In honor of Professor Aziz Rana's new book The Two Faces of American Freedom, today Cornell Law School hosted a celebration featuring remarks from Nancy Rosenblum, the Senator Joseph Clark Professor of Ethics in Politics and Government at Harvard University, William Forbath, the Lloyd M. Bentsen Chair in Law at the University of Texas at Austin School of Law, and Richard Bensel, Associate Chair and Professor in Cornell University's Department of Government. The book is also being featured at the Law Library circulation desk in the Reading Room.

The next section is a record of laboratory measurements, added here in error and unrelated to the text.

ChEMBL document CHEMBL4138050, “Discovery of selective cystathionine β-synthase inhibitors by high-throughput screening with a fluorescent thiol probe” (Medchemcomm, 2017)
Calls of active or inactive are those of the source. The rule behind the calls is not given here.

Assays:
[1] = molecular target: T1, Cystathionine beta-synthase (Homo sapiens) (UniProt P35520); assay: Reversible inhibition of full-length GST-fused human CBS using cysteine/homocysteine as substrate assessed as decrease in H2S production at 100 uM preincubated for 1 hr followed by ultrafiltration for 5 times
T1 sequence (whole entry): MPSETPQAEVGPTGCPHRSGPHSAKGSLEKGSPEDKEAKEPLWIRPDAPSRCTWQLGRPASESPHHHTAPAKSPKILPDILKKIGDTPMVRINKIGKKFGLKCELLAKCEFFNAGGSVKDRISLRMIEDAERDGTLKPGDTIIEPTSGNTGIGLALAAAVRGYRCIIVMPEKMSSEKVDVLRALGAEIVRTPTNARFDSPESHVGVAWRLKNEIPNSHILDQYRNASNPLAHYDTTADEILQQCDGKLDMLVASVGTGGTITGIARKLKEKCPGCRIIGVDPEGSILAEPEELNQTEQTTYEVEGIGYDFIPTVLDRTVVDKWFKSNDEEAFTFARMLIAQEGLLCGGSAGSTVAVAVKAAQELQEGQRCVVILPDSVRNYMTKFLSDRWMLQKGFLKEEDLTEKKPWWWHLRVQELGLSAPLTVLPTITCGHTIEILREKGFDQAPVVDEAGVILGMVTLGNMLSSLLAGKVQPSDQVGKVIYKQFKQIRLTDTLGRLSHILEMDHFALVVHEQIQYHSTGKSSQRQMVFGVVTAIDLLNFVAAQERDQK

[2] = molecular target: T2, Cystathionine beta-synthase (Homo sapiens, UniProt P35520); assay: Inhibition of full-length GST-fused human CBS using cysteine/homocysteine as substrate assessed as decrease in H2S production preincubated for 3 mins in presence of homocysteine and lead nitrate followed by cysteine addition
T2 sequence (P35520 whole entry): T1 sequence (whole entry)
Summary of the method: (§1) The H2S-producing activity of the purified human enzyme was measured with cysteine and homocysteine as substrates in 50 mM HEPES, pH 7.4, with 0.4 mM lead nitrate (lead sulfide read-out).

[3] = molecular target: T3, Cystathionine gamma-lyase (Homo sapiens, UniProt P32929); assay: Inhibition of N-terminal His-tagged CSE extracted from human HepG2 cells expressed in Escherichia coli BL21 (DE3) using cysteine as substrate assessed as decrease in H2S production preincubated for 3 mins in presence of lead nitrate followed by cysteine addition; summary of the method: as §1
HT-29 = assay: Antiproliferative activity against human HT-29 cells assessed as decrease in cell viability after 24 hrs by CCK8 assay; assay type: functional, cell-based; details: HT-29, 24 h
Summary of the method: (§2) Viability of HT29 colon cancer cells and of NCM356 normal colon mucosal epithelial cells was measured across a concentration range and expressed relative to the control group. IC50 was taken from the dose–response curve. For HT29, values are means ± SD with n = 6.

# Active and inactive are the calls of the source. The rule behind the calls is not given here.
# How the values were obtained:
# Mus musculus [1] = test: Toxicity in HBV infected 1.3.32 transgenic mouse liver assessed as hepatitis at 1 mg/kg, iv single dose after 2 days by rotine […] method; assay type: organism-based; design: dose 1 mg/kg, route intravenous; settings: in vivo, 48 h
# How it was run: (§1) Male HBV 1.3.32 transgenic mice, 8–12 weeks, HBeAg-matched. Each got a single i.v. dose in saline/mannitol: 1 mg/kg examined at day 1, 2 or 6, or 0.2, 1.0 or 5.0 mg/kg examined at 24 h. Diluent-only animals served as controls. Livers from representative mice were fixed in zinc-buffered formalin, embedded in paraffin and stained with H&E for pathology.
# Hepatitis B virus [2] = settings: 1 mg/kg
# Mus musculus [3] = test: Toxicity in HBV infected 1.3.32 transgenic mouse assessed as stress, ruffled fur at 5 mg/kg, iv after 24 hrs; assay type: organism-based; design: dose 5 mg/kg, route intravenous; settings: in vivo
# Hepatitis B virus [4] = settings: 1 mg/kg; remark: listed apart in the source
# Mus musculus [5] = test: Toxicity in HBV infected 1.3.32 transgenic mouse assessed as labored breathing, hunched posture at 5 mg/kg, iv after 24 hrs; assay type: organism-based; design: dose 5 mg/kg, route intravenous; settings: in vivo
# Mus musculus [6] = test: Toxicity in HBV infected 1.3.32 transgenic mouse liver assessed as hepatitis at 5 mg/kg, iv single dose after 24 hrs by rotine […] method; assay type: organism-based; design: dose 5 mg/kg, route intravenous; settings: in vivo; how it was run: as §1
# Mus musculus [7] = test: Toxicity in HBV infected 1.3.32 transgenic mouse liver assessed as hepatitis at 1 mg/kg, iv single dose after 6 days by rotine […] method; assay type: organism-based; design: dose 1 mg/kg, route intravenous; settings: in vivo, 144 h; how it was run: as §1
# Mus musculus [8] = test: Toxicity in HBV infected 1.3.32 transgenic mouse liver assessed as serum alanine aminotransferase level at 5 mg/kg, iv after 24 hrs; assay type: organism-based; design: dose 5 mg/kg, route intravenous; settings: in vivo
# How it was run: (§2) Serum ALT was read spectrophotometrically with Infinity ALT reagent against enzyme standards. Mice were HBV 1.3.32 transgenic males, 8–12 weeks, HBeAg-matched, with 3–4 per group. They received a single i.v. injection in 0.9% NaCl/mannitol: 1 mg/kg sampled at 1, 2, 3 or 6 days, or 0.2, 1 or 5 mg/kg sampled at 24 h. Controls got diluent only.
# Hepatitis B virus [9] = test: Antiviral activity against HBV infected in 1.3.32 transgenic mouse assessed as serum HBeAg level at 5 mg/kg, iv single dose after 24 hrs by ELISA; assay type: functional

Professor Rana's book, which grew out of his dissertation work at Harvard, argues that in the United States, freedom and exclusion were not competing values, but part of the same ideological system. Those in power maintained their economic and social freedom by denying those same freedoms to others (e.g., Indians and African Americans). This practice continues today; interest groups (for example, the Tea Party movement and labor unions) advocate for policies to protect their economic well-being and against policies that will extend privileges and benefits to others, fearing their own economic and political positions will diminish. The book's concluding argument is that political change and the preservation and extension of freedom has continuously been the result of groups of people, most often the marginalized, unifying their voices in support of freedom. For these and other insights, presented in beautifully written prose, take a look at the book.